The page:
Tuesday, 20 March 2012 11:20
March 20, 2012
The results of a new study suggest that jobs in science, technology, engineering and math (STEM) continue to grow.
The study, conducted by the Institute for Women's Policy Research, found that the number of STEM jobs in the U.S. is projected to jump 17 percent between 2008 and 2018. The uptick in such science-related fields underscores how companies are increasingly seeking to hire such professionals.
Still, the study also concluded that women are underrepresented in all but one STEM field. What's more, the results of the report suggest that women lost ground to men over the past decade, a phenomenon that public officials and businesses are endeavoring to reverse through targeted programs. Study author Cynthia Costello said that cultivating an environment in which women are more likely to pursue careers in the STEM fields will only help improve engineering research and development in the U.S.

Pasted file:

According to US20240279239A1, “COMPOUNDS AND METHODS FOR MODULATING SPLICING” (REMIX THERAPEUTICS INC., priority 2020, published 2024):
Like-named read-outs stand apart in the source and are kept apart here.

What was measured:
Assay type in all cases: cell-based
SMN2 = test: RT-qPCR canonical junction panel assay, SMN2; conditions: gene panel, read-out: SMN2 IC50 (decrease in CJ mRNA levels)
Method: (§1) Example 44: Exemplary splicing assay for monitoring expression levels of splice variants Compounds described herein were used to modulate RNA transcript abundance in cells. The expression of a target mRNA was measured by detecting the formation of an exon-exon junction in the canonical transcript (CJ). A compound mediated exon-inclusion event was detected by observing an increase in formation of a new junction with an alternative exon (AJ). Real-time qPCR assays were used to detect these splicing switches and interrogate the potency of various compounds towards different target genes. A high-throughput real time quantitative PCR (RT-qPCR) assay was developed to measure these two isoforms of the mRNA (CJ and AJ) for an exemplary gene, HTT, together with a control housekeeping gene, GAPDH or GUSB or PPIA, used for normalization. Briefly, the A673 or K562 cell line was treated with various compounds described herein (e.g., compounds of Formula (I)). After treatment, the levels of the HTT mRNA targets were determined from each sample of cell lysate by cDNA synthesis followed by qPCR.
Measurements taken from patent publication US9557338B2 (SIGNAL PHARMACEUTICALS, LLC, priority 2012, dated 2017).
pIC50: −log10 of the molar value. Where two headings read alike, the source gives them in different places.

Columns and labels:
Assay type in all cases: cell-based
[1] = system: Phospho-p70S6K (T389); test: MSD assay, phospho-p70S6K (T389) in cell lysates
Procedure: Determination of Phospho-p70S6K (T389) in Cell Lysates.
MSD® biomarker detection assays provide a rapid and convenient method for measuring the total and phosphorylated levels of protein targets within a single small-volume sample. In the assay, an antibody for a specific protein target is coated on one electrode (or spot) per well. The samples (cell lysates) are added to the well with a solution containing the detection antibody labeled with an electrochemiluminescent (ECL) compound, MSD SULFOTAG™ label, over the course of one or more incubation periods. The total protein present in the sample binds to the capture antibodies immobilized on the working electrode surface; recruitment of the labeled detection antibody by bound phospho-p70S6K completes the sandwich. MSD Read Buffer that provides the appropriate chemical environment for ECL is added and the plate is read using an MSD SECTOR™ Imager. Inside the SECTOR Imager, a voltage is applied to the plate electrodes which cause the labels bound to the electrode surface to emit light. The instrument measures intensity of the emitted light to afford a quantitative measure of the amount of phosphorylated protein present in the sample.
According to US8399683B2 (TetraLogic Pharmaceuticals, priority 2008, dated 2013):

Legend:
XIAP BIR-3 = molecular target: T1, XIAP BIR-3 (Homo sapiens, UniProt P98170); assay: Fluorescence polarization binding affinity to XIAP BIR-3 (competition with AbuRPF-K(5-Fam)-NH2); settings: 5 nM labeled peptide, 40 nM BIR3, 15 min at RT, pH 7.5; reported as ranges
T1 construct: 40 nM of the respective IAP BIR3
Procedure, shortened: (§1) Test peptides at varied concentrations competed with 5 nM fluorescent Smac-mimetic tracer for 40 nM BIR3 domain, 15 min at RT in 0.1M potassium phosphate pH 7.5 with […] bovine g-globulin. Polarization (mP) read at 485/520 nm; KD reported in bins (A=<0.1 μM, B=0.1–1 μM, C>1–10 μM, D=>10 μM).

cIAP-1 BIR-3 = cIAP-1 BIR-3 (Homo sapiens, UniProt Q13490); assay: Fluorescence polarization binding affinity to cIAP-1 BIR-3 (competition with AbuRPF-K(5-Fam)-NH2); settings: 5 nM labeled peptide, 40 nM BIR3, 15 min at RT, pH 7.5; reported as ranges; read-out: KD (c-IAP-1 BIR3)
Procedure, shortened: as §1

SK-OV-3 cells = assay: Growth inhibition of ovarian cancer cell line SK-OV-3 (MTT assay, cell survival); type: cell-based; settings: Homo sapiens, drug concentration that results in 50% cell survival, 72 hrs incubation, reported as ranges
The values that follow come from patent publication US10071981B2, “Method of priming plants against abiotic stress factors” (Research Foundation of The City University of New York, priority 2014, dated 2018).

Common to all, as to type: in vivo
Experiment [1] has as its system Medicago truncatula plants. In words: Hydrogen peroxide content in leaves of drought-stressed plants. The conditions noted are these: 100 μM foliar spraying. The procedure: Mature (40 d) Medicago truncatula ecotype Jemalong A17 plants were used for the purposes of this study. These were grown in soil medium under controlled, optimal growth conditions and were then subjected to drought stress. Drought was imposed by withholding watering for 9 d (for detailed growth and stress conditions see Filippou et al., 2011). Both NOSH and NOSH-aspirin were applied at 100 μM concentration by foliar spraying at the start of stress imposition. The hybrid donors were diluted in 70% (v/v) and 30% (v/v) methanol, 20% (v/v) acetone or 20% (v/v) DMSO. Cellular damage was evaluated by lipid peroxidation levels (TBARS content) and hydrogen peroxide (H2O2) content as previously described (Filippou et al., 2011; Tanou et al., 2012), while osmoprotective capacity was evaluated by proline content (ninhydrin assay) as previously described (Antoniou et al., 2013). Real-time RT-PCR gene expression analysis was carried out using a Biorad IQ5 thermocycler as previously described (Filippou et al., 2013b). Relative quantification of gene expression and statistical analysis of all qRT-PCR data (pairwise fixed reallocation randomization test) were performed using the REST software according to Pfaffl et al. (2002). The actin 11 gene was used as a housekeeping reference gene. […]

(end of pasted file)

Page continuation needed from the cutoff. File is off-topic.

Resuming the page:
"Investing in STEM education for low-income women and student parents is a win-win strategy," Costello said in a statement. "It strengthens the economic security of American families, and expands the number of highly-skilled STEM workers to make the nation more competitive in the 21st century."
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